If Marshall Flinkman, Q, and MacGyver got together to design a pannier, it would probably resemble the Arkel Bug – this thing has more bells-and-whistles than any other pannier on the market. Its many features include an integrated helmet holder, integrated U-Lock holder, rain cover pocket, quick access top pocket, “air-dry” mesh pockets front and rear, “stealth” pocket for stashing valuables, “mushroom” opening for easy access to the main compartment, multiple hi-vis reflective strips, and an internal slip pocket for carrying papers. If that wasn’t enough, it quickly converts into a backpack for carrying off the bike and, of course, it uses the excellent Arkel “Cam-Lock” hook system for attaching to a rack.
I recently picked up a Bug to use in conjunction with a Metro Basket grocery pannier (see my Metro Basket review here). I’ll use the Bug for carrying all of my work related stuff: change of clothes, lunch, transit pass, papers, glasses, keys, wallet, meds, DVDs, memory sticks, etc. Because it will function as a briefcase/daypack and house my valuables, the Bug will stay with me at all times when I’m off the bike. The Metro Basket, on the other hand, will stay on the bike as a catch-all for picking up mail, groceries, etc., on the way to-and-from work. Between these two very different bags, I should have all the bases covered for my weekday commutes and errand runs.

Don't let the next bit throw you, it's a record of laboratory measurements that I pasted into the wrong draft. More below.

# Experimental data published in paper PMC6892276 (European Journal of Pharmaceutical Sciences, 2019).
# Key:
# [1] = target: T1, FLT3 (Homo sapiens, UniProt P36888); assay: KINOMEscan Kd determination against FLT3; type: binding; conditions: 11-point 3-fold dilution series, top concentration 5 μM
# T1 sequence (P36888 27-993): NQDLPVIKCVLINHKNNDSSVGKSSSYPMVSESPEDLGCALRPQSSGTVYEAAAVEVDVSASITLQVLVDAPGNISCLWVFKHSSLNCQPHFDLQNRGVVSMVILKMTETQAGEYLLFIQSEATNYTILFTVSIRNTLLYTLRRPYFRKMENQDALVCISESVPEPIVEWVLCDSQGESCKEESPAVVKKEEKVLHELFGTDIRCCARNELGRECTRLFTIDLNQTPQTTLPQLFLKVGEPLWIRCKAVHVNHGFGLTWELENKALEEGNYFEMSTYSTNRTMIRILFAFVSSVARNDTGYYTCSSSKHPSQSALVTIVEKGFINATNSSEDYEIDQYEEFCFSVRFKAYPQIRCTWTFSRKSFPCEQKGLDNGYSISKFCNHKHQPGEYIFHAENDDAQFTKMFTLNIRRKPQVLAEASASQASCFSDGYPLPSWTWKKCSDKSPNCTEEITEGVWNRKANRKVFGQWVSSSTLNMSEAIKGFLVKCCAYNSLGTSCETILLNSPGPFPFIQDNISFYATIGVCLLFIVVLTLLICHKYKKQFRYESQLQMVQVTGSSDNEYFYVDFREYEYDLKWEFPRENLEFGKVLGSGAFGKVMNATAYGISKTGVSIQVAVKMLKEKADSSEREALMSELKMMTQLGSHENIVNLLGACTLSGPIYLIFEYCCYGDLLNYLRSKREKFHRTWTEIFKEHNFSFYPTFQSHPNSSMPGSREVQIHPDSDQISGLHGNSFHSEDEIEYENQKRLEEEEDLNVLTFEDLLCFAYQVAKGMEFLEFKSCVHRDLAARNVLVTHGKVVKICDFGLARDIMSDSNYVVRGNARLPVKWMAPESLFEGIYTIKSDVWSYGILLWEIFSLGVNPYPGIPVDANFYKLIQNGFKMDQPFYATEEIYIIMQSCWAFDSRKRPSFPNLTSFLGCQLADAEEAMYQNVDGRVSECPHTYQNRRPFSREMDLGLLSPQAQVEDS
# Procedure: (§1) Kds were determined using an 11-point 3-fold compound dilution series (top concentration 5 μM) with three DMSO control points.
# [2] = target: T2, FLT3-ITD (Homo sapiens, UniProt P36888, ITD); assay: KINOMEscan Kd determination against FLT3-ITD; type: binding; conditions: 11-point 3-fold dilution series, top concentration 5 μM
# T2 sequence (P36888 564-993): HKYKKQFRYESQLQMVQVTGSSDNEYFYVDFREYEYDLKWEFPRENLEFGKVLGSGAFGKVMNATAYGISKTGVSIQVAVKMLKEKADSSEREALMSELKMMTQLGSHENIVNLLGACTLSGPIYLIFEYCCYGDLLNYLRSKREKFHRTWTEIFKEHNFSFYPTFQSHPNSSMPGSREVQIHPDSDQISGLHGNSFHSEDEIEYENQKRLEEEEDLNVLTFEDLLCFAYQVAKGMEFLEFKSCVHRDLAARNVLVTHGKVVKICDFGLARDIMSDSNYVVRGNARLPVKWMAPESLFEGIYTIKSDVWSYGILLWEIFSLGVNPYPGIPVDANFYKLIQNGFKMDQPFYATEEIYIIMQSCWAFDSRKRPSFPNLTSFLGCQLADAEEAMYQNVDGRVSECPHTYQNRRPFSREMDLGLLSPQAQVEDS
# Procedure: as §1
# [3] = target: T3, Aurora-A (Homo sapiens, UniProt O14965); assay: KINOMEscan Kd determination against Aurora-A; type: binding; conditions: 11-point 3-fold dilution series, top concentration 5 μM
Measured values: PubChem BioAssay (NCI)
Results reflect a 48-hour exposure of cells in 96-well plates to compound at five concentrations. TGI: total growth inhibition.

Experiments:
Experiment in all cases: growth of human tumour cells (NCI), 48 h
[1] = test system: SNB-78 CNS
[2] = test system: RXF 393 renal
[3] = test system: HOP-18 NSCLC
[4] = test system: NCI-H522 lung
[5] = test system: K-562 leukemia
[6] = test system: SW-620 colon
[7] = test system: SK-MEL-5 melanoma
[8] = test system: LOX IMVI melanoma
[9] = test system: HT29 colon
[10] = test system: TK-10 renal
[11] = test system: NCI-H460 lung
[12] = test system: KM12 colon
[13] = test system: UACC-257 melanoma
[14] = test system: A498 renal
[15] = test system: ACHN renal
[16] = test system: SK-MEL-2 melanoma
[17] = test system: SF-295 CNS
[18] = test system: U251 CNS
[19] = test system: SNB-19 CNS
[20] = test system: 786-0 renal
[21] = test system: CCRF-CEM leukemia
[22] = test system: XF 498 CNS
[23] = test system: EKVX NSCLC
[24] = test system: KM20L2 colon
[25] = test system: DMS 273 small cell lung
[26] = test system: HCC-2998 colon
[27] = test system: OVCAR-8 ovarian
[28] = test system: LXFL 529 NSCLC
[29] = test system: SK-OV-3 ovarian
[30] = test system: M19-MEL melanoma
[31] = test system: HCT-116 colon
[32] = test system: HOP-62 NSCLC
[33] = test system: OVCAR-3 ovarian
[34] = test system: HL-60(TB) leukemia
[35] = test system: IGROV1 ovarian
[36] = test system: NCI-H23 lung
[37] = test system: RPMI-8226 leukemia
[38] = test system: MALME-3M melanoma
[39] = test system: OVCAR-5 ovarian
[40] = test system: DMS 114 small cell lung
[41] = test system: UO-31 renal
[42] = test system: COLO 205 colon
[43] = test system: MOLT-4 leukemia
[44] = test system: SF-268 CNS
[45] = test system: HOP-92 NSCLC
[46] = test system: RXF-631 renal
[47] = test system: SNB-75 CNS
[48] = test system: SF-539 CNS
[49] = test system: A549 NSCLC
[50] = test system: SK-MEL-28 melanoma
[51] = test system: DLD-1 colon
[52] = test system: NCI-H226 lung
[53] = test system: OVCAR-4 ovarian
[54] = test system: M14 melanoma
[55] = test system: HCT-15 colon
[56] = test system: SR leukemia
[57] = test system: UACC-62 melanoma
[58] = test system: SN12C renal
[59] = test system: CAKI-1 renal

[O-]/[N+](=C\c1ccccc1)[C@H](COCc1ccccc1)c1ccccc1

The Bug’s large number of pockets are probably overkill for touring, where it’s often better to organize items into smaller waterproof bags to be stored inside large pannier pockets. But the Bug is not designed for touring. Instead, it’s intended to serve as an all-purpose bag for the multi-modal commuter or student who rides to a destination, then carries the bag with them. The Bug’s large number of pockets make it easy to organize everything that’s needed for a day at the office, effectively replacing a briefcase, courier bag, or daypack.
It’s the Bug’s quick-change backpack functionality that really makes it unique. By simply pulling open a pair of panels that are held in place by Velcro strips, the backpack straps are exposed for use. On your back, the Bug is as comfortable as any high-quality daypack and functions in much the same manner. And when you arrive back at your bike it takes just a few seconds to stow the straps and turn the Bug back into a pannier. Pretty cool.
Arkel’s “Cam-Lock” attachment system is clever and easy to use (and arguably the best on the market). The spring loaded attachment hooks are on cams (hence the name); pulling up on the carrying handle opens the hooks, releasing the handle closes the hooks. It couldn’t be simpler. Because they’re cam actuated, the hooks will fit any rack with tubing from 8mm – 15mm in diameter without adjustment.
The quality of materials and workmanship that goes into all Arkel products is superb. The Bug is no exception. Arkel uses heavy-duty Cordura nylon, alloy hardware, and heavy-duty YYK zippers throughout. You won’t find a more well-made bag. The only downside is that you pay a premium for such quality – at $165 the Bug is quite expensive (that’s for one pannier). But if you do make the investment, you can rest easy because all Arkel bags are covered under a fully transferrable lifetime warranty on materials and workmanship (including seams).
Only time will tell how well the Bug holds up under daily use, but if it’s anything at all like the other Arkel bags I’ve owned, it should perform exceptionally well. I’ll write a follow-up report later in the year once it’s seen some wear-and-tear.
Capacity: 1500 cu. in.
Dimensions: 17″ x 12.5″ x 7.5″
Weight: 2.6 lbs.
Price: $165 (USD)